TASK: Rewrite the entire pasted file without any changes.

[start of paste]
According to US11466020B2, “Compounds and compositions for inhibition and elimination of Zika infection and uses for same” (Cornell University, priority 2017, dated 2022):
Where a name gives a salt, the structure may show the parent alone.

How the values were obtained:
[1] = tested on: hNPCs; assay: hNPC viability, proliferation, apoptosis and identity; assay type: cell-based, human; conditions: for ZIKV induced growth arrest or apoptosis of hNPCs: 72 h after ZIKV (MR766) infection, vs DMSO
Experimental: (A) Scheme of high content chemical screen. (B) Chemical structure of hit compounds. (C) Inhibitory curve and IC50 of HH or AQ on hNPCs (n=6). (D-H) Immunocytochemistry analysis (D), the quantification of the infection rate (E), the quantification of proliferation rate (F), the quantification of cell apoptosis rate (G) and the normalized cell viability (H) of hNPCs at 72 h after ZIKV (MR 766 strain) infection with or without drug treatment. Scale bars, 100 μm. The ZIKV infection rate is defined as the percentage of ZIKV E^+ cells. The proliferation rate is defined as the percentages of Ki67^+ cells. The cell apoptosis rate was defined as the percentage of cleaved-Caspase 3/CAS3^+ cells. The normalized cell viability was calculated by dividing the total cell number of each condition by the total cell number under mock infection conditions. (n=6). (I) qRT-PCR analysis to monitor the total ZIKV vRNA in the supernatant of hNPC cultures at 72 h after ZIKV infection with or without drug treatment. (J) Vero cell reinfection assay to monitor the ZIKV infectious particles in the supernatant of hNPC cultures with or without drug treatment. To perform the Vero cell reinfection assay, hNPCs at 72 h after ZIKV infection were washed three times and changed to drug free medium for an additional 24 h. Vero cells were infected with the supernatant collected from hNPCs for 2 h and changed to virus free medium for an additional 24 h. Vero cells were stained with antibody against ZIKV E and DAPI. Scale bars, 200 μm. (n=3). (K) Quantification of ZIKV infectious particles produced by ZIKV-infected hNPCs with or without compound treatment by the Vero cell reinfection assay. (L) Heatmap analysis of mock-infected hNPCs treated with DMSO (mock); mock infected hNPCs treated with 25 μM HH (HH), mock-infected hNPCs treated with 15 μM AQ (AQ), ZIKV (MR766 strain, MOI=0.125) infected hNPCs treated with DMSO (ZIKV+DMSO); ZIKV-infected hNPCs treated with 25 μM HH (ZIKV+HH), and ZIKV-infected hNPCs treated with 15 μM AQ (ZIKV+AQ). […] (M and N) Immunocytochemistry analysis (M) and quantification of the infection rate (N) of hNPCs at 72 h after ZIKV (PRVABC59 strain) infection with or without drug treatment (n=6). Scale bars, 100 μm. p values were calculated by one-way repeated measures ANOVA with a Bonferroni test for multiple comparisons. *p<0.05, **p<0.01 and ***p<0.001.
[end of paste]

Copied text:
According to US11466020B2, “Compounds and compositions for inhibition and elimination of Zika infection and uses for same” (Cornell University, priority 2017, dated 2022):
Where a name gives a salt, the structure may show the parent alone.

How the values were obtained:
[1] = tested on: hNPCs; assay: hNPC viability, proliferation, apoptosis and identity; assay type: cell-based, human; conditions: for ZIKV induced growth arrest or apoptosis of hNPCs: 72 h after ZIKV (MR766) infection, vs DMSO
Experimental: (A) Scheme of high content chemical screen. (B) Chemical structure of hit compounds. (C) Inhibitory curve and IC50 of HH or AQ on hNPCs (n=6). (D-H) Immunocytochemistry analysis (D), the quantification of the infection rate (E), the quantification of proliferation rate (F), the quantification of cell apoptosis rate (G) and the normalized cell viability (H) of hNPCs at 72 h after ZIKV (MR 766 strain) infection with or without drug treatment. Scale bars, 100 μm. The ZIKV infection rate is defined as the percentage of ZIKV E^+ cells. The proliferation rate is defined as the percentages of Ki67^+ cells. The cell apoptosis rate was defined as the percentage of cleaved-Caspase 3/CAS3^+ cells. The normalized cell viability was calculated by dividing the total cell number of each condition by the total cell number under mock infection conditions. (n=6). (I) qRT-PCR analysis to monitor the total ZIKV vRNA in the supernatant of hNPC cultures at 72 h after ZIKV infection with or without drug treatment. (J) Vero cell reinfection assay to monitor the ZIKV infectious particles in the supernatant of hNPC cultures with or without drug treatment. To perform the Vero cell reinfection assay, hNPCs at 72 h after ZIKV infection were washed three times and changed to drug free medium for an additional 24 h. Vero cells were infected with the supernatant collected from hNPCs for 2 h and changed to virus free medium for an additional 24 h. Vero cells were stained with antibody against ZIKV E and DAPI. Scale bars, 200 μm. (n=3). (K) Quantification of ZIKV infectious particles produced by ZIKV-infected hNPCs with or without compound treatment by the Vero cell reinfection assay. (L) Heatmap analysis of mock-infected hNPCs treated with DMSO (mock); mock infected hNPCs treated with 25 μM HH (HH), mock-infected hNPCs treated with 15 μM AQ (AQ), ZIKV (MR766 strain, MOI=0.125) infected hNPCs treated with DMSO (ZIKV+DMSO); ZIKV-infected hNPCs treated with 25 μM HH (ZIKV+HH), and ZIKV-infected hNPCs treated with 15 μM AQ (ZIKV+AQ). […] (M and N) Immunocytochemistry analysis (M) and quantification of the infection rate (N) of hNPCs at 72 h after ZIKV (PRVABC59 strain) infection with or without drug treatment (n=6). Scale bars, 100 μm. p values were calculated by one-way repeated measures ANOVA with a Bonferroni test for multiple comparisons. *p<0.05, **p<0.01 and ***p<0.001.